The Arab villages in Ras al-Ain were part of the so-called Arab belt policy of the Syrian government along the Iraqi and Turkish border. A report by the Kurdish nongovernmental organization Kurdwatch stated that a total of 140,000 Kurds from 332 villages in the province of Hassakeh were deported and replaced by Arab families. The policy was agreed upon in 1965 and got underway in 1973.

“The Arabs came from the Arab belt. Whoever is in power, they support them. Because the YPG leaves them alone, they appreciate them. But if they can choose between the YPG and the regime, they would choose the regime. But they appreciate the YPG from liberating it from the Free Syrian Army [FSA],” said Kovan Direj, a local Kurdish journalist.

“Only the FSA causes problems. We wish the situation would return to the past. Why did they come here, why did they want to free us? From what? There is nothing here. We never demonstrate. They came here to free us from the YPG, thinking it was a Kurdish village. They don’t know anything about us. They are being taught the YPG are unbelievers, they think everybody is an unbeliever,” said Abu Hamza.

The YPG has a small office near the road on the outskirts of Alouk. The YPG says they don’t want to hurt the Arab population, although the Arab villagers were brought by the regime. “For us, it’s a philosophy. We Kurds see the Arabs as brothers. The Kurds have always protected the Arabs, but the Arabs didn’t protect us. Now they build their own community. If they want help from us, we will help them.” said Qamislo.

The YPG fighters fiercely deny they want to remove the Arab villagers, Qamislo said. "The regime wanted to change the demography of the area, but we don’t want to change it.”

Both the Arab villagers and YPG fighters accuse the Islamist fighters of stealing everything. “Our ideology says they can have their own flags and schools, and teach their own language. The only thing we want from them is to regard the Kurds as their brothers.”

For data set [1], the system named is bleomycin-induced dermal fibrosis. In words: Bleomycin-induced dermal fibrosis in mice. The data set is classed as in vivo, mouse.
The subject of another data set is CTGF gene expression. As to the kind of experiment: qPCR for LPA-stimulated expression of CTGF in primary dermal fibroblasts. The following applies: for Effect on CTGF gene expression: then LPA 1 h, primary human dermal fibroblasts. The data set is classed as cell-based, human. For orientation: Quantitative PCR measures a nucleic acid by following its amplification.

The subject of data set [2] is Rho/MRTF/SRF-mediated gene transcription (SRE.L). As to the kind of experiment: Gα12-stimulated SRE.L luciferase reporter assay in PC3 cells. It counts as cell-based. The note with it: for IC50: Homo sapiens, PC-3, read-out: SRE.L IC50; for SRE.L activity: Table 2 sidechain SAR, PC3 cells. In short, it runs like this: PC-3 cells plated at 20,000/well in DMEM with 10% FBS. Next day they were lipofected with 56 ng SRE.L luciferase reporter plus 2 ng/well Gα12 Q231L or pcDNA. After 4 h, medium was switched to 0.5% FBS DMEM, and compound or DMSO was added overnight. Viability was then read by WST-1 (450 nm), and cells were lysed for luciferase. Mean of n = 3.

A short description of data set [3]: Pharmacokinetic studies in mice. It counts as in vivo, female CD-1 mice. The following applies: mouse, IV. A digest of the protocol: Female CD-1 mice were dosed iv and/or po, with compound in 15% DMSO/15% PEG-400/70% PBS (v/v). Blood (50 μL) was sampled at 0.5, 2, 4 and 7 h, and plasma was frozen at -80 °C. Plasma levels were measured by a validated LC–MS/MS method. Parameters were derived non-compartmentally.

Aymenn al-Tamimi, a Shillman-Ginsburg fellow at the Middle East Forum, said that Islamist groups released a statement last summer in Tel Ebyad forbidding looting. “They said it was forbidden to seize the property of a Muslim brother, Arab or Kurd. So yes, likely some looting had occurred.” A statement by Ahrar al-Sham said they would deal with looters in Tel Ebyad with an iron fist.

The fighting in the mixed areas in Hassakeh shows the complexity of the conflict, and it seems that some Arab villages prefer Kurdish fighters over al-Qaeda fighters. “The YPG leaves the villagers alone, while al-Qaeda imposes their ideology,” said Direj.

Wladimir van Wilgenburg is a political analyst specializing in Kurdish politics. He has written extensively for Jamestown Foundation publications and other journals, such as the Near East Quarterly and the World Affairs Journal. He currently writes for the Kurdish newspaper Rudaw. On Twitter: @vvanwilgenburg

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Found in: ypg, syrian kurds, people's defense units, democratic union party, al-qaeda

Wladimir van Wilgenburg is a political analyst specializing in Kurdish politics. He has written extensively for Jamestown Foundation publications and other journals, such as the Near East Quarterly and the World Affairs Journal. On Twitter: @vvanwilgenburg